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Title: Tests on wet lean concrete in relation to use for road construction
Author: Kekwick, S.
ISNI:       0000 0001 3596 4588
Awarding Body: University of Surrey
Current Institution: University of Surrey
Date of Award: 1980
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The thesis presents details of a laboratory study of the behaviour of cemented roadbases under load, the work relating to the use of relatively lean concrete mixes having sufficient workability to allow placing by slip-form paver. Large-scale comprehensively instrumented static loading tests were undertaken on 3 m diameter discs, continuously supported by a simulated subgrade of rubber, in order to investigate the material behaviour under conditions approaching those in a pavement structure. Test variables included mix type, slab thickness and subgrade support for which, in each instance, two cases were considered. Laboratory tests on associated control specimens provided material properties for use in subsequent analyses, and considerable emphasis was placed on determining the tensile stress-strain response under flexural and under uniaxial tension loading. The control tests were later extended to give the characterising properties at ages other than 7 days so that, in particular, the longer term performance under trafficking could be estimated. Test slab performance was evaluated primarily by an elastic multilayer analysis and it was found that good initial agreement was obtained between observed and predicted performance in terms of strain. The load at which a well-defined fracture of the test slabs occurred was very much higher than the value predicted from theoretical considerations and this is difficult to explain satisfactorily. It would seem, however, that the primary cracks induced were relatively stable under the test conditions imposed since pronounced discontinuity in both the load-strain measurements and the load-deflection measurements was identified at much lower loads, indicating the initiation of a failure mechanism. Comparison of tensile strains at discontinuity in the large-scale tests with those at discontinuity in the laboratory flexure tests showed good agreement. These strains are therefore thought to define an upper limit for predicting satisfactory long-term behaviour under trafficking whereby higher induced tensile strains would lead to reduced life-expectancy. A method for estimating these strains based on the use of tensile strength and electrodynamic elastic modulus is proposed. In conclusion, the investigation highlights the difficulty of obtaining meaningful data relating to the structural design of pavements incorporating a new material, and recommendations are made for further work in this area.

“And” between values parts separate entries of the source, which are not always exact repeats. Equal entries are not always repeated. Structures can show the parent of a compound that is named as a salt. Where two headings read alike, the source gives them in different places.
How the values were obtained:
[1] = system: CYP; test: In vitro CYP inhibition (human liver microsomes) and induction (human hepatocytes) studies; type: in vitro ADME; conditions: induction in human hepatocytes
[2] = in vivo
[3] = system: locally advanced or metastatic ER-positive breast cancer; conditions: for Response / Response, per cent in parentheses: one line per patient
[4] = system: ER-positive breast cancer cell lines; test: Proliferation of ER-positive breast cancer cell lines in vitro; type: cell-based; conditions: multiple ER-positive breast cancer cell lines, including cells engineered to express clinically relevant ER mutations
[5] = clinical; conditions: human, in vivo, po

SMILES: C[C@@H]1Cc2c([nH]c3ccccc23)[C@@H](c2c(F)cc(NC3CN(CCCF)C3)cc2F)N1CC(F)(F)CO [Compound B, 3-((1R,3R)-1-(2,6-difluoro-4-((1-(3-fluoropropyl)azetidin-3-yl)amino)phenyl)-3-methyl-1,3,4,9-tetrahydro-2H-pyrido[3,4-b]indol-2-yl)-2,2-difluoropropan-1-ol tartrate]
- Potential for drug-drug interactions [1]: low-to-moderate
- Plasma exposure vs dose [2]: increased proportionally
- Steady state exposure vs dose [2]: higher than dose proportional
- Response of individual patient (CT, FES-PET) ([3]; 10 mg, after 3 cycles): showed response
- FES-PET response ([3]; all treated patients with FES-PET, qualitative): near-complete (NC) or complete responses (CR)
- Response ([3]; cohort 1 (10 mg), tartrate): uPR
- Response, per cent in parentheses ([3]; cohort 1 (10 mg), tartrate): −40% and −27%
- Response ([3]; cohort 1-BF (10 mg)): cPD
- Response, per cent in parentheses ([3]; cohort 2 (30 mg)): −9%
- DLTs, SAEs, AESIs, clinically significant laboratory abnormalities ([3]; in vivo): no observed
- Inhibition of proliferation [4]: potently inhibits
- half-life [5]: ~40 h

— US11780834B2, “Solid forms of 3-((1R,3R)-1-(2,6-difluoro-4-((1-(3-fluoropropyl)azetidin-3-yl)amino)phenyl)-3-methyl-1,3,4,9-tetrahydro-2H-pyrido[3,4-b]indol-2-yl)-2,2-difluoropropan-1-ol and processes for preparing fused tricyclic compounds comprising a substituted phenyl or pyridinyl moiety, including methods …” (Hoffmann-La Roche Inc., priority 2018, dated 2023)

Supervisor: Not available Sponsor: Not available
Qualification Name: Thesis (Ph.D.) Qualification Level: Doctoral
EThOS ID:  DOI: Not available
Keywords: Civil engineering